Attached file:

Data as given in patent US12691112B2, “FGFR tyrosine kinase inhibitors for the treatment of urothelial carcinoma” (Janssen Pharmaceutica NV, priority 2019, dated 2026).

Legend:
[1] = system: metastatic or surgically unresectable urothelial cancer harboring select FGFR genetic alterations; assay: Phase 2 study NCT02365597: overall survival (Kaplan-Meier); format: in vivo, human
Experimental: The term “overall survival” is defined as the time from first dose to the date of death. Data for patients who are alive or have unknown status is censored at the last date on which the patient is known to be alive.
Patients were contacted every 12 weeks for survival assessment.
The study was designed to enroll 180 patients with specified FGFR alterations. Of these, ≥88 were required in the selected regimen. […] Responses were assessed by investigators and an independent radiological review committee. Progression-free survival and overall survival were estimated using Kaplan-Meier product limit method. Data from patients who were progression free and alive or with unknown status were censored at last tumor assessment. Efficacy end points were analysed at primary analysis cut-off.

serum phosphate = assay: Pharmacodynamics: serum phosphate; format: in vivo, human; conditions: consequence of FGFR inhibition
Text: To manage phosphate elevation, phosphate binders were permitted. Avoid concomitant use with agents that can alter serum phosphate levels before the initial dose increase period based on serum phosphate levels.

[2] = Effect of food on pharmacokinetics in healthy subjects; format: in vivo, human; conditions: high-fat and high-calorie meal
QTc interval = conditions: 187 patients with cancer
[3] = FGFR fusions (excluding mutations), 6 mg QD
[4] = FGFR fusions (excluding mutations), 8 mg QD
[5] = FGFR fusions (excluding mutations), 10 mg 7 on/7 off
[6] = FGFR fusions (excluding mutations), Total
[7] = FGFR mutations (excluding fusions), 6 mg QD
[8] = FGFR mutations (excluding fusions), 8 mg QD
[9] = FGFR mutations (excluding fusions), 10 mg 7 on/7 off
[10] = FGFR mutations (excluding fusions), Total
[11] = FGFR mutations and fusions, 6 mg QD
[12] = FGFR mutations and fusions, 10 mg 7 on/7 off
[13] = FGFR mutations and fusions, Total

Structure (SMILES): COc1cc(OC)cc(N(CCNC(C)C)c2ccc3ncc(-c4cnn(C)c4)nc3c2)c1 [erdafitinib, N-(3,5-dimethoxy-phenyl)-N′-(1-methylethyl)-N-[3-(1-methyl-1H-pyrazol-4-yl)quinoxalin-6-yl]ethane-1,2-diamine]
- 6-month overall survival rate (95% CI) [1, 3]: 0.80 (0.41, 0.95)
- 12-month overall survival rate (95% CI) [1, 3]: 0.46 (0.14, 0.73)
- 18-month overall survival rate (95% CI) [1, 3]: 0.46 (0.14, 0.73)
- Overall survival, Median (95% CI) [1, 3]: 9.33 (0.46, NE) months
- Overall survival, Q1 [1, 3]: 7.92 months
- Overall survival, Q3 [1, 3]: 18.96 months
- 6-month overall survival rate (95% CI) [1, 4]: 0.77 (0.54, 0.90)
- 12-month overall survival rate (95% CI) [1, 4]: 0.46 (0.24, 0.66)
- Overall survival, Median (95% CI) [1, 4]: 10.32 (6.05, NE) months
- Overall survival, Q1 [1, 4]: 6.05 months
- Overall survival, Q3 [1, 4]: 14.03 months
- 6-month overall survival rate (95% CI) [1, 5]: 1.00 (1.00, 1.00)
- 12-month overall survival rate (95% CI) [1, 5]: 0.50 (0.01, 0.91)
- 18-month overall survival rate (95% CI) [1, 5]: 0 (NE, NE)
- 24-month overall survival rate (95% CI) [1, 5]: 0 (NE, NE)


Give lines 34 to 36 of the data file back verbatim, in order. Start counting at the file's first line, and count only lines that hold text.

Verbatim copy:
- 6-month overall survival rate (95% CI) [1, 5]: 1.00 (1.00, 1.00)
- 12-month overall survival rate (95% CI) [1, 5]: 0.50 (0.01, 0.91)
- 18-month overall survival rate (95% CI) [1, 5]: 0 (NE, NE)